What we can’t do is sit around and wait for “black roles” to just appear, thinking: “They’ve got Boys n the Hood, don’t they? What more do they want? They should just make another one of those ghetto movies if they want roles so much.” There will always be more actors than roles, and that is even more the case for PoC.

Besides, if people are tied to specific types of films and to “realism”, they are tied to specific stereotypes which the race in question may want to break. It doesn’t take much empathy to imagine that no group of people always wants to be portrayed as inner city ruffians.

Moreover, when someone writes original PoC characters in non-stereotypical roles, the first question a racist white person asks themselves is: “Why is that person not white?” Their reasoning is that white = default, and any variation on that is a wilful corruption of an established norm. They think that representing a non-majority is a stretched, futile piece of political correctness, as opposed to a toss-up decision by an indifferent party. Left to the averagely racist viewer, there would no roles for PoC.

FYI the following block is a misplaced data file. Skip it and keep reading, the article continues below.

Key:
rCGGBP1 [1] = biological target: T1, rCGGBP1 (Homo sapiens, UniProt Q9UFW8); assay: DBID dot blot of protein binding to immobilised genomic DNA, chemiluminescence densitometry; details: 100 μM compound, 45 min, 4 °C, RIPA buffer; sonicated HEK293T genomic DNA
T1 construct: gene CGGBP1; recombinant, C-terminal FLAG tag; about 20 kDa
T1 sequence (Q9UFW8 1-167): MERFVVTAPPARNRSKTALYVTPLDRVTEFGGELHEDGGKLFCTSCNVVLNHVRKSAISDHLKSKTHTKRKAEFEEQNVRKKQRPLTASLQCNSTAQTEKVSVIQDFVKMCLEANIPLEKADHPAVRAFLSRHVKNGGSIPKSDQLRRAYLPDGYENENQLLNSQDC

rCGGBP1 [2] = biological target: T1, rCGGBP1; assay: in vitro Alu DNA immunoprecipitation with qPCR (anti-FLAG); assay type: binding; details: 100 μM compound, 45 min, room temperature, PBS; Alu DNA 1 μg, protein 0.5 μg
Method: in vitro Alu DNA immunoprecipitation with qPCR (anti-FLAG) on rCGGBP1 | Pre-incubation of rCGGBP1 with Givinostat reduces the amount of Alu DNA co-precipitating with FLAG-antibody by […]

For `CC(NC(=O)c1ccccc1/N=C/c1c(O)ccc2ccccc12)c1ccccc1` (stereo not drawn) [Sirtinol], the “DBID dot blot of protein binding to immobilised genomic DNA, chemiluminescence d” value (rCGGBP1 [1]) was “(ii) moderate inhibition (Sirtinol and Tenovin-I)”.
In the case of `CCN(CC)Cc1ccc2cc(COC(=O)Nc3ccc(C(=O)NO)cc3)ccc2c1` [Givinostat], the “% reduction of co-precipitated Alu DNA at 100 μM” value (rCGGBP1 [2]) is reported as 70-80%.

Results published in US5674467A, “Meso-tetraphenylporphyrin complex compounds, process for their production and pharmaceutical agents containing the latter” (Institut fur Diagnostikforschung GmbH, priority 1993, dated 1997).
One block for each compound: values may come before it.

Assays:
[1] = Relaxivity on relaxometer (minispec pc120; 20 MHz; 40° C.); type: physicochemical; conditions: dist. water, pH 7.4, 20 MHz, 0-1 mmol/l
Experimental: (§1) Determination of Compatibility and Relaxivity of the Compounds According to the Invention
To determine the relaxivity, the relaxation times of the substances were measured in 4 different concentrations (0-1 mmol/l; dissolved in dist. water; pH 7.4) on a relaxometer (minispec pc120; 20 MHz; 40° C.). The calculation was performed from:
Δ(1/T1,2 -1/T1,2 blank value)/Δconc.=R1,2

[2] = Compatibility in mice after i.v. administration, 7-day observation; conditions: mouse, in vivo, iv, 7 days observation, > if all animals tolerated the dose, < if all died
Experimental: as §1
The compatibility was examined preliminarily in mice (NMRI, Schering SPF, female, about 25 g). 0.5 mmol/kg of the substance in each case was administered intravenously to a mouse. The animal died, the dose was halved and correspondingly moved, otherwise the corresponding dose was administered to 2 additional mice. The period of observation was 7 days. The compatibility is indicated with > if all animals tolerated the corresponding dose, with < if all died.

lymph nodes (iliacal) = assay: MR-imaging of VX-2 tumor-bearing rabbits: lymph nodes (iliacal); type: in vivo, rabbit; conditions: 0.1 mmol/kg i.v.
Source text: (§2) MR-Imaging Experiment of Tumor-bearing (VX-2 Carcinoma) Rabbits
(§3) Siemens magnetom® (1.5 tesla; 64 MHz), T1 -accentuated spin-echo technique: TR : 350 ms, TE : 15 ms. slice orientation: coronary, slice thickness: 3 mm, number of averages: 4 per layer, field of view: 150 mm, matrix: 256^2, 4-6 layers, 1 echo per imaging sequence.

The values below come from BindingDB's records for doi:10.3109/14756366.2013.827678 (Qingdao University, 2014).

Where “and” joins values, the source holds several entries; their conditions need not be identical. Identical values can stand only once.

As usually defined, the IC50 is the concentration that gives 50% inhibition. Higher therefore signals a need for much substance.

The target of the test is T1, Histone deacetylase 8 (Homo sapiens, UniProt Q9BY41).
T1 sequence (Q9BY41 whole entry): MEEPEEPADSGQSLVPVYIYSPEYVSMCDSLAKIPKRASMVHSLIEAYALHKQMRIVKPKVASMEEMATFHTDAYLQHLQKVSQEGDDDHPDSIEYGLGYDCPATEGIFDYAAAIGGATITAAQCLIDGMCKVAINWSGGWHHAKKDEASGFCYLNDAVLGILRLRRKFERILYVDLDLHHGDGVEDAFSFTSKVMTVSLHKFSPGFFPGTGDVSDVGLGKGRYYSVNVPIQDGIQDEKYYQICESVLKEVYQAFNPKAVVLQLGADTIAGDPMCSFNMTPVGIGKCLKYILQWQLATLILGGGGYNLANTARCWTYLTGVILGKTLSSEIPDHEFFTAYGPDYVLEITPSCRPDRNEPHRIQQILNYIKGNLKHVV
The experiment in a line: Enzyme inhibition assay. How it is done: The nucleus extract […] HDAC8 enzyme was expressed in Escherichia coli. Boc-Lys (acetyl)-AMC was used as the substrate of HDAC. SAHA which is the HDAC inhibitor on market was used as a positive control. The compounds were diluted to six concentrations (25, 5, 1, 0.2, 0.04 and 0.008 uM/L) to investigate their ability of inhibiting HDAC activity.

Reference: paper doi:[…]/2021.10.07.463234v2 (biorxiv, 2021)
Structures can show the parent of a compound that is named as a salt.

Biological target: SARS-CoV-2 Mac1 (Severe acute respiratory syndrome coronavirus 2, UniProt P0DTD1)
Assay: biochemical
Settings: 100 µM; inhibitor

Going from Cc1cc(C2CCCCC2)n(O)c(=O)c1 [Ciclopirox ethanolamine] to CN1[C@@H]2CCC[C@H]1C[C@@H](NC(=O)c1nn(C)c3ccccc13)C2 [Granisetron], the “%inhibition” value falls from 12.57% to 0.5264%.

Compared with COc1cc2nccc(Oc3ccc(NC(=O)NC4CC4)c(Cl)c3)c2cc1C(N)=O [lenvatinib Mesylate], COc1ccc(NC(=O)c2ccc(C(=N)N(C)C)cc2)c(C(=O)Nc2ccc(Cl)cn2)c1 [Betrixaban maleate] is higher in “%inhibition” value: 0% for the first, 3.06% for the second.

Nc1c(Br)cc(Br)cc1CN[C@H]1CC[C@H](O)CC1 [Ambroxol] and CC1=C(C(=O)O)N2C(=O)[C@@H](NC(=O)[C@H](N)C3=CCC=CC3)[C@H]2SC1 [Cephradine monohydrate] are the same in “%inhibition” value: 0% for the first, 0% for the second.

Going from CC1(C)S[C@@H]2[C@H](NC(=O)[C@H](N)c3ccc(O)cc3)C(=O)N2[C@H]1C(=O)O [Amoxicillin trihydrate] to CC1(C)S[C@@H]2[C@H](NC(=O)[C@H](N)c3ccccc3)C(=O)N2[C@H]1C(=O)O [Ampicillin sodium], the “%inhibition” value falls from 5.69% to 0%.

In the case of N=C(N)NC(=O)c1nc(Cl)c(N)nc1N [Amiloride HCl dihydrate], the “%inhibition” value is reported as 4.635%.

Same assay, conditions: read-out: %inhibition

Even if affirmative action is a personal grumbling point for you because of the principle of the thing, or because you deem that in some circumstances it is taken too far, you can afford to be charitable and not say that the colour someone is born should mean they forget about being an actor, or at least forget about receiving variable roles to match their abilities. That would clearly be a racist policy.

That is the upshot of freezing PoC out of roles white people imagine as being white – some white people will always imagine any given character / role as white. Some white people imagine white characters when they were actually described as non-white. We have selective vision, that way.

When PoC invert the assumption of default whiteness, they receive derision; as if it is perfectly natural and valid for white people to create all-white fictional worlds, but unnatural and invalid for non-white people to create even partially non-white worlds.

A more outspoken racist might even call this An Agenda, like the Gay Agenda, whereby the non-whites / gays / whatever are attempting a cultural takeover, by daring to put their hands up and assert their existence.